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Trader Loses $68M of Wrapped Bitcoin in Address Poisoning Scam

An unknown trader lost $68 million worth of Wrapped Bitcoin (WBTC) in a single transaction in an address-poisoning scam on May 3, according to security firm Cyvers.

ALERTAre we mistaken, or has someone truly lost $68M worth of $WBTC? Our system has detected another address falling victim to address poisoning, losing 1155 $WBTC.

Victim: https://t.co/5NKlOFnepJ

Address poisoner: https://t.co/R6fF0QipBH

Poison transaction:… pic.twitter.com/UpG34ZcZvY

— Cyvers Alerts (@CyversAlerts) May 3, 2024

The victim’s wallet was drained of over 97% of its total assets, and the rest of its contents have since been removed, leaving them with just $13.56 worth of ETH, according to CoinStats.

Address poisoning, also known as address spoofing, exploits a trader’s haste and negligence during transactions. It involves tricking victims into sending their digital assets to fraudulent addresses belonging to scammers.

This is just one instance in a string of address-poisoning scams.

In October 2023, a hacker made off with $1.2 million worth of ARB tokens using the method.

Address Poisoning Scams on the Decline

Scams continue plaguing mainstream trust in the crypto industry. In April, investors lost at least $33 million of digital assets in a fraud case surrounding the ZKasino gambling platform. Dutch authorities arrested a suspect related to the ZKasino scam on April 29.

Despite the ZKasino incident, April only saw $25.7 million worth of cryptocurrency lost to scams and hacks. According to on-chain intelligence firm CertiK, this marks the lowest monthly figure since 2021.

Total losses from exploits and scams fell 141% from the previous month, mainly attributed to a lack of private key compromises. There were 11 attacks against protocols via private key compromises in March, whereas in April, there were only three.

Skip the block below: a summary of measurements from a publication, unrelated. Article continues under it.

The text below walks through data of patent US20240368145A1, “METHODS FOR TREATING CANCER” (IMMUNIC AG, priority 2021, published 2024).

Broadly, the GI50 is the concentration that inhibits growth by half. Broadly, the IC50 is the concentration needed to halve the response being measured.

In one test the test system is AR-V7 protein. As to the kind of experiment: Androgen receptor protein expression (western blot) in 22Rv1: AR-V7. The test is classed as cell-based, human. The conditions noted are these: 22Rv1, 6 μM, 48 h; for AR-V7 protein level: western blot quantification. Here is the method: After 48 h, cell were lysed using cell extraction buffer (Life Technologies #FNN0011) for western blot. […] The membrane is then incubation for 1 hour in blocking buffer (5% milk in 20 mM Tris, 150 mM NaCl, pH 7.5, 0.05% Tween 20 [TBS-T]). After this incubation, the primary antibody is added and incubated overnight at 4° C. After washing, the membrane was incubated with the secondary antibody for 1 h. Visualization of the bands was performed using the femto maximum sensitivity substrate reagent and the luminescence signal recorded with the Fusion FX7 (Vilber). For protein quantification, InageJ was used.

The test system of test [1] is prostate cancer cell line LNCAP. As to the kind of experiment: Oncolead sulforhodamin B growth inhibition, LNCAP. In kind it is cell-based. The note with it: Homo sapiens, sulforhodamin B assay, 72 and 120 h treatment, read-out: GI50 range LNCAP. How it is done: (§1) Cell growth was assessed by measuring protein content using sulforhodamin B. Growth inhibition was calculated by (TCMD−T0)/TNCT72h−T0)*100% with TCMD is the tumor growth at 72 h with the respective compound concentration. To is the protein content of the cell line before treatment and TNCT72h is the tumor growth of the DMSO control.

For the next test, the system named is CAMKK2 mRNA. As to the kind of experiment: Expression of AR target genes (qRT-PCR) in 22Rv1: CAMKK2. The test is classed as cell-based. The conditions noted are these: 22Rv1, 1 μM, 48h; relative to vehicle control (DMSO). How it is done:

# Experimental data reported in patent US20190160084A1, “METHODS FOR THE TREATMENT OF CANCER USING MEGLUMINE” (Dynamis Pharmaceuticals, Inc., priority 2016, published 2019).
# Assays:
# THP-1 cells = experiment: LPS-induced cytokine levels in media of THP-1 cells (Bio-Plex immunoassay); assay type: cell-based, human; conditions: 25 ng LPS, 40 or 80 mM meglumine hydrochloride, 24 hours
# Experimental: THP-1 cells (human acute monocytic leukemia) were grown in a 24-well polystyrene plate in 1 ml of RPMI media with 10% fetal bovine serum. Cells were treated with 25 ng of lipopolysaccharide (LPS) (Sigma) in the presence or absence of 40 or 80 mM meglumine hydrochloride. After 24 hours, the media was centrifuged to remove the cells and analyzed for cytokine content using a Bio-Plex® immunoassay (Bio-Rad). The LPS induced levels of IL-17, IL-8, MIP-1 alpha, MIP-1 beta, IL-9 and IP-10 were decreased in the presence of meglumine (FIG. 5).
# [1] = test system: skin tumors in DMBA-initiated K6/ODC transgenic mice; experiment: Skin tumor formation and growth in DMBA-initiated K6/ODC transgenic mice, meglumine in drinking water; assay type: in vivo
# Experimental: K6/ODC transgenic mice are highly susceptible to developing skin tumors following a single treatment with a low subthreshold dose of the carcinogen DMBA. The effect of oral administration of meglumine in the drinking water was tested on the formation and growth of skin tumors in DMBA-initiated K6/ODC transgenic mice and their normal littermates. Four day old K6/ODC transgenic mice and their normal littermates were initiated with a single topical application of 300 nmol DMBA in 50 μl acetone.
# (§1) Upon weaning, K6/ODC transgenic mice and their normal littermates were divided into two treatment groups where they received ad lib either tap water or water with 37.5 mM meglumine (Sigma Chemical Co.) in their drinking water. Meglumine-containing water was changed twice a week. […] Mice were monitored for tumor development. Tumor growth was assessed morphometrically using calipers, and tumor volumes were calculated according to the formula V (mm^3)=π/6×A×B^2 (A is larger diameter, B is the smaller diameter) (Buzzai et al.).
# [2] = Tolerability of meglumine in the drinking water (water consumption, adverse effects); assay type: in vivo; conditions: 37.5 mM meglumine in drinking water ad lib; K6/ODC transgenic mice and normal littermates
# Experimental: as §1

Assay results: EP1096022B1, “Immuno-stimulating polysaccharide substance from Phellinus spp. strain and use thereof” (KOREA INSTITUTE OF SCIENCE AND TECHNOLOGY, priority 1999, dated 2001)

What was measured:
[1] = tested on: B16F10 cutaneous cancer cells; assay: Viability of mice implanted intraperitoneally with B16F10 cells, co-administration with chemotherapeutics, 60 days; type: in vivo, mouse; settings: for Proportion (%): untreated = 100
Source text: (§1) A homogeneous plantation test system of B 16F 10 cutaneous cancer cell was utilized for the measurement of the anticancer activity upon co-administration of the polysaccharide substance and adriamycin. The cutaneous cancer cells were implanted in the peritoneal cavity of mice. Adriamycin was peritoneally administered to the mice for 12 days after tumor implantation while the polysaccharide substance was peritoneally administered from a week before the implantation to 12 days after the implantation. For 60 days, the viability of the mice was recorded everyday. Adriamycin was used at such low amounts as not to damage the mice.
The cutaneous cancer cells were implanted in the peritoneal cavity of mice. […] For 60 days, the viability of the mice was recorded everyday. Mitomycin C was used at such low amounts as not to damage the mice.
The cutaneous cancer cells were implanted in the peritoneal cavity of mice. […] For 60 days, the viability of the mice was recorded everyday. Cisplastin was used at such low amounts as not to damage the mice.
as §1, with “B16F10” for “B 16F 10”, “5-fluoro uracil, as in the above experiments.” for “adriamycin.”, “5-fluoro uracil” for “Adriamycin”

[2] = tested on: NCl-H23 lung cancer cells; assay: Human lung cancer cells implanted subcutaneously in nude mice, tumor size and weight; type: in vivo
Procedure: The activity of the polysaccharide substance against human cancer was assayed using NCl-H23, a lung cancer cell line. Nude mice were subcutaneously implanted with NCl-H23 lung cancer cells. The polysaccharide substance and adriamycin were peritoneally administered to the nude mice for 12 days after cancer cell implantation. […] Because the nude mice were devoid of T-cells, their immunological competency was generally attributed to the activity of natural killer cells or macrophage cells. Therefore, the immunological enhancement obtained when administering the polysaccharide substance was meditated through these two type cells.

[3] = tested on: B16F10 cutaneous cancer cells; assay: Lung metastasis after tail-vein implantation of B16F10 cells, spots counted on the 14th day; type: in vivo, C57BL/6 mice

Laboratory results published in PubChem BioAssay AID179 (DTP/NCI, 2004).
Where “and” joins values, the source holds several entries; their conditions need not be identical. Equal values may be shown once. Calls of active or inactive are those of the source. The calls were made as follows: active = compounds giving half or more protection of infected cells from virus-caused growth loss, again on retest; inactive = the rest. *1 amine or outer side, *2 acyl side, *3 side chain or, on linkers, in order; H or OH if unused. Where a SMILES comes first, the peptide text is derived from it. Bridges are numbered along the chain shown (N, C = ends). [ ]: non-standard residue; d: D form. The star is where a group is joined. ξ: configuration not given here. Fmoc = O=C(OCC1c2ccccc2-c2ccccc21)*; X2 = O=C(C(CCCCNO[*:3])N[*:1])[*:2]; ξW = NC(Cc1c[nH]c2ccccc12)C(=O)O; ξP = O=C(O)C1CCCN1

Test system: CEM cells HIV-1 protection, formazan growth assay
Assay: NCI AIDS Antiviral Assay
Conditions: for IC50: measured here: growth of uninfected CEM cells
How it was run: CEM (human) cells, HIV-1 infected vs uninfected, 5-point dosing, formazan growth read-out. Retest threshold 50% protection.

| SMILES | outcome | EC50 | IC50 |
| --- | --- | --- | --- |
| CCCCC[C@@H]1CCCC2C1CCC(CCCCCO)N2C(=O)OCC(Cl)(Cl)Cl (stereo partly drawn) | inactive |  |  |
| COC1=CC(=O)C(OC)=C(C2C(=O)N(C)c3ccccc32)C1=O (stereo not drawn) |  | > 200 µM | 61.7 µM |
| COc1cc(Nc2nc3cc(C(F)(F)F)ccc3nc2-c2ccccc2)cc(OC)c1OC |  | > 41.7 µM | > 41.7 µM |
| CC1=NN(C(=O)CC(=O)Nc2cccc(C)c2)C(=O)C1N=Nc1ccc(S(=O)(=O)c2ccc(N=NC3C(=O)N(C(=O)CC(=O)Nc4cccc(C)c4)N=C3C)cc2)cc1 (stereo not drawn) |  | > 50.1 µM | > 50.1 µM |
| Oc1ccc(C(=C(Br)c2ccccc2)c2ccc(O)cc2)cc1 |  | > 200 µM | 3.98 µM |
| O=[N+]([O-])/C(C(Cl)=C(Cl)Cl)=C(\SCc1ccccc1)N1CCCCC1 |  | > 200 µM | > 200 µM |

#CertiKStatsAlert

Combining all the incidents in April we’ve confirmed ~$25.7m lost to exploits, hacks and scams.

The lowest figure we’ve recorded, dating back to 2021.

A 141% decrease from March

Exit scams: ~$4.3mFlash loans: ~$129kExploits: ~$21m

More details below pic.twitter.com/zfSh8mabzJ

— CertiK Alert (@CertiKAlert) April 30, 2024

Crypto is Becoming a Safer Space

The current trend clearly indicates progress within the space, not only in security developments but in education. People are more aware of how to protect themselves from hacks and scams.

Despite the record-low month, crypto attacks are still a serious industry issue. According to CertiK, over $502 million worth of digital assets were stolen across 223 hacks and exploits during the first quarter of 2024.

The post Trader Loses $68M of Wrapped Bitcoin in Address Poisoning Scam appeared first on Cryptonews.

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Investing

Trader Loses $68M of Wrapped Bitcoin in Address Poisoning Scam

An unknown trader lost $68 million worth of Wrapped Bitcoin (WBTC) in a single transaction in an address-poisoning scam on May 3, according to security firm Cyvers.